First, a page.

Estate Agents Are Among The Least-Trusted Professionals

Simon Leadbetter

Estate agents are among the least-trusted professionals in the UK, ranking below both bankers and private landlords, new research shows.

According to the 2023 Ipsos Veracity Index, trust in estate agents remains low at just 28%, positioning them fifth from the bottom among professions.

This unchanged result indicates a persistent public wariness toward estate agents, underscoring a vital area for the industry to address.

Despite fluctuations in trust across various professions, the estate agency’s consistent placement near the lower end of the spectrum suggests a significant opportunity for the profession to rebuild and enhance public confidence.

Knowing these annual results were coming conducted a survey between 8 December and 12 December 2023, with a sample size of 2,000 UK adults, unveiling nuanced perceptions of trust towards estate and letting agents nationwide.

The data indicates that most UK adults exhibit much higher levels of trust towards agents if they dealt with one, with 61% trusting them to a certain degree and 15% expressing high trust. 28% of adults have never interacted with an estate or letting agent.

Demographic insights reveal that trust levels vary notably across age groups, with younger adults (18-34 years) displaying the highest trust at 75% and 25% trusting agents a lot’ or ‘completely.’ This contrasts with the over 55 age group, where only 53% express some level of trust, and 13% trust agents a lot or completely. Trust declines with age.

The South West and East of England are leading the way regionally, with 67% and 66% of respondents expressing trust, respectively, followed closely by London at 65%. On the city scale, Southampton, Norwich, and Leeds top the list with 73%, 71%, and 66% trust levels. In contrast, the North East has the lowest regional trust level at 52%.

Among cities, Brighton exhibits the least trust at 52%, with Newcastle and Sheffield also reflecting lower trust levels at 53% and 54%.

These findings suggest significant regional and urban variances in public perception that could be reflective of local market conditions or the quality of service provided by the estate and letting professionals.

Homeownership status further influences trust, with 59% of outright owners and 73% of those with a mortgage trusting agents, compared to 65% of private tenants expressing trust in their letting agent. This suggests that the type of property ownership may impact the frequency and quality of agent interactions.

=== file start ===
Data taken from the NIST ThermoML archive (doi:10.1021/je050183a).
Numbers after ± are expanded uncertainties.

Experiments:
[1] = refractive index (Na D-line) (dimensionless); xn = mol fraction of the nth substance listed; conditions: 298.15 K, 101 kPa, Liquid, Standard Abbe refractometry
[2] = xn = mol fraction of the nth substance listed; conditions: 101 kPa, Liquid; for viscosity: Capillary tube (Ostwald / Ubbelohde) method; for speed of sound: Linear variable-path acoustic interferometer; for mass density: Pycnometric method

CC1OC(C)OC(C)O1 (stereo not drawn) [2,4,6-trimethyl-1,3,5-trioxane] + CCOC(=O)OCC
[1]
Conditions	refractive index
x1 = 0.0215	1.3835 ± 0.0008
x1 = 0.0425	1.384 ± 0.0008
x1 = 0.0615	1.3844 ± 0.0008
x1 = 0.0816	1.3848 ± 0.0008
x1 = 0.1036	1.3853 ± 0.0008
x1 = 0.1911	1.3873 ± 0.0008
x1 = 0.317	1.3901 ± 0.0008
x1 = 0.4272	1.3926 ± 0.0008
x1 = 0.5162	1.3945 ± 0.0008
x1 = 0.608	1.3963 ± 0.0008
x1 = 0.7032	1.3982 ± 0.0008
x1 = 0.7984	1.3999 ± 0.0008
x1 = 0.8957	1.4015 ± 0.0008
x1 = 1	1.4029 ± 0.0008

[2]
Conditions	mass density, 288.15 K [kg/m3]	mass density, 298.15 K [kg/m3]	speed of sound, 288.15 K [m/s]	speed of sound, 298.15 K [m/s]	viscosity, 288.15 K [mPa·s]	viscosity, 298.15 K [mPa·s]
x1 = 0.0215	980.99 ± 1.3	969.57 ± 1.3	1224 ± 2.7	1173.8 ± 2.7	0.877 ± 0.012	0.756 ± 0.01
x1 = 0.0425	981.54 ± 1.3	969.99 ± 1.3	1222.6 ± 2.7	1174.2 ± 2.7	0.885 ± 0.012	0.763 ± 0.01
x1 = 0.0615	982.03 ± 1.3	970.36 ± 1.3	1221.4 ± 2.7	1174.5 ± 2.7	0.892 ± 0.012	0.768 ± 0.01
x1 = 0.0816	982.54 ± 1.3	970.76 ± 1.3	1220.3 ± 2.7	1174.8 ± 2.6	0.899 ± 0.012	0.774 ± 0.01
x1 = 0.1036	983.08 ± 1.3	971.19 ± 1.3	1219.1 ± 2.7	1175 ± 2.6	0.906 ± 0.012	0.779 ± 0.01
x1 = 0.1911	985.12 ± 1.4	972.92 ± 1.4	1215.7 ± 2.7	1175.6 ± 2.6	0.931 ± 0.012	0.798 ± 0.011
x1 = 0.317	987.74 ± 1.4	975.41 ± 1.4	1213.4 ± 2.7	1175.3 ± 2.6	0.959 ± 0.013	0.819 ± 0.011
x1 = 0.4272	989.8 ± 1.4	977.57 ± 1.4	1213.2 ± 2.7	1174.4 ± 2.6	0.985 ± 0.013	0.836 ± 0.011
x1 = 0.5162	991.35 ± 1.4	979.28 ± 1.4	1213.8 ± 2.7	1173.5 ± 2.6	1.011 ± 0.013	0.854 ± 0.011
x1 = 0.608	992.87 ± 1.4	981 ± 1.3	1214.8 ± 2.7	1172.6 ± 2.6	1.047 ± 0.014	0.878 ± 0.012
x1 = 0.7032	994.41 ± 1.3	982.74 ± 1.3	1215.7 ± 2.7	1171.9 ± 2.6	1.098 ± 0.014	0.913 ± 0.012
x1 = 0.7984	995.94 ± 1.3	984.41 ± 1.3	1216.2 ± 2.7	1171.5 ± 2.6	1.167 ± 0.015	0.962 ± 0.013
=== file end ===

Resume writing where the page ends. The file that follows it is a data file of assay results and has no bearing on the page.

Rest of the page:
Simon Leadbetter, who has over two decades of global corporate experience working with a number of well-known estate agency brands, is the founder of He said: “Our findings present a complex picture of trust in the real estate industry.

“The IPSOS Mori results are the annual occasion for the industry to flagellate itself for low trust. But it is much more nuanced than that. Just as people dislike politicians collectively, they often trust their local MP if they have dealt with them. The same applies to estate and letting agents.

“So, we asked, ‘Thinking about your most recent interaction with an estate or letting agent, to what extent did you trust them to work in your best interest?’

“The differences in trust levels, especially when viewed through the lenses of age, geography, and homeownership status, underscore the need for the industry to address these discrepancies and build stronger relationships with all population segments.

“Our study also revealed a very low level of distrust in estate and letting agents across every demographic segment and region of the UK population. Notably, 15% of individuals aged 35 to 54 report a complete lack of trust in these professionals. Areas like the South East expressed the highest levels of distrust at only 17%.

“Individual estate and letting agents are doing okay, but the industry has a reputation issue.”

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